Every Little Bit This work has been published in the Teen Ink monthly print magazine.


      AlthoughI'm not sure when I started collecting litter, I do know why I did. I got tiredof seeing a can in the woods and a fast-food bag in a ditch, or some otherscreamingly obvious piece of trash on the side of the street. No one was doinganything about it, and the amount of visible litter was just increasing. It wasas if everyone had grown so used to seeing it that they all thought it belongedthere.

I live on a wooded street where it is easy to walk without anysign of civilization. In other words, you could walk off the road three feet andbe in the woods. I didn't want my street looking like a dump, so about threeyears ago I made my first trip. I took a black garbage bag, nothing else, andheaded out to eliminate the litter. I found more than I planned. Not only did Ifind what could be seen from a car, but I also found many other things that weresmall, or buried. I made the 1.2-mile round trip and came back bearing a veryfull garbage bag.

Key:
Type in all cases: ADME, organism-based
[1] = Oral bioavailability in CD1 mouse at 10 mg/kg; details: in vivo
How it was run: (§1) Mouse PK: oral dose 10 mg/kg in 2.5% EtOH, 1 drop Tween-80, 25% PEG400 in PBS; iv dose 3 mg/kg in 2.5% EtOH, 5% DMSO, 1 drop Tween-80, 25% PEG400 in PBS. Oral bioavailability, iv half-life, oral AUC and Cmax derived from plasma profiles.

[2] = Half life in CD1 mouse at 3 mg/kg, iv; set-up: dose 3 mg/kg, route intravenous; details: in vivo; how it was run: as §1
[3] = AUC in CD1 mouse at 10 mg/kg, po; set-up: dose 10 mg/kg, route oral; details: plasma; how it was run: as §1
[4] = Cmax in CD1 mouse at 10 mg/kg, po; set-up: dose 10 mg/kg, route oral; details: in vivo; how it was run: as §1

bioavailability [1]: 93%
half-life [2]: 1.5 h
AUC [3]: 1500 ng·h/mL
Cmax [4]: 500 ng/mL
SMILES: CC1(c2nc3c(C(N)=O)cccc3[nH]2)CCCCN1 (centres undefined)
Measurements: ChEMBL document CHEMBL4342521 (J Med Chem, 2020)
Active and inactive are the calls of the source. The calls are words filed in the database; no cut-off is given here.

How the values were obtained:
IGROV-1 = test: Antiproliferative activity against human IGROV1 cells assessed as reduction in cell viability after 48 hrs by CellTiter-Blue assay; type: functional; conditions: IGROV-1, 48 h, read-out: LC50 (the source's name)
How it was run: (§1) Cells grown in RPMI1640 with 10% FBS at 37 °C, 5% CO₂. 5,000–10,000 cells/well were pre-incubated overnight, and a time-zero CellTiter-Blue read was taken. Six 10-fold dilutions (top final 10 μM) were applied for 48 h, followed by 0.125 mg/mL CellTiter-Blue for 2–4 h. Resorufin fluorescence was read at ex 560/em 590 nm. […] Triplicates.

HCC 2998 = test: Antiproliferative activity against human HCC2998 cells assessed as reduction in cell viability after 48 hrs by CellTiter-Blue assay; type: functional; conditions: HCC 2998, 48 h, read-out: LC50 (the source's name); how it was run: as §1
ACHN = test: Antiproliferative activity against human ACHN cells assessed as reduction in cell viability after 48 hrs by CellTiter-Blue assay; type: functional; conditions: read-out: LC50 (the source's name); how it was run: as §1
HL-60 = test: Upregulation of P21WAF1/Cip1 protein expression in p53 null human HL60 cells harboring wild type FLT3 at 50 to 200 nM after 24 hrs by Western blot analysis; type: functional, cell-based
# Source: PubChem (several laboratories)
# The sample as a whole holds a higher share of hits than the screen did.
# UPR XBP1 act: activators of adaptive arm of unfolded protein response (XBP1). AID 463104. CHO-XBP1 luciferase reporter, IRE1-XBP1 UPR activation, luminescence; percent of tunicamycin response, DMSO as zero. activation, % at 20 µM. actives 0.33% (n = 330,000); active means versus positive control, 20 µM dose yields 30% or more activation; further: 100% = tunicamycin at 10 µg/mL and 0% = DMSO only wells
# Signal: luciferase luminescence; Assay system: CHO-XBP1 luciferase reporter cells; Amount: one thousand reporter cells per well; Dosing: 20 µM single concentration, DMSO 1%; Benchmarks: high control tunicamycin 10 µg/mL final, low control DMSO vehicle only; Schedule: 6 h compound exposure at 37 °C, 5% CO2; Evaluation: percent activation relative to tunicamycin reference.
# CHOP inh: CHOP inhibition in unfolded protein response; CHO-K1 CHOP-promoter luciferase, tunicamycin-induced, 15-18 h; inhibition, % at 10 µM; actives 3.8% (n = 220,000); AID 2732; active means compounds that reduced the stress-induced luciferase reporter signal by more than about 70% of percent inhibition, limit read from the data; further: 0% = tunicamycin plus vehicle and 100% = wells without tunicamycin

Since then I've averaged at least four trips a year. Myoriginal plan has changed little. I've never gotten anything worse than prickerscratches. Often I set off at one o'clock and don't return until four o'clock.Sometimes my bag has ripped, and sometimes it has been full before I finished,and sometimes both have happened. Despite these obstacles, I feel good collectingthe litter. Every trip is a little different.

The sheer number of cans,bottles, broken glass and cigarette butts, along with other items, amazes me.Each category fluctuates, but, unfortunately, the whole still adds up to a lot oflitter.

After some of my trips, I've sorted my findings. A lot of what Ipicked up was recyclable. I don't know who is responsible for the littering, butI have my guesses. I can't understand why anyone would litter in the first place.I continue collecting because they continue to litter. I know 1.2 miles isn't alot compared with the rest of the earth, but I think every little bit matters, nomatter how small.




This work has been published in the Teen Ink monthly print magazine. This piece has been published in Teen Ink’s monthly print magazine.






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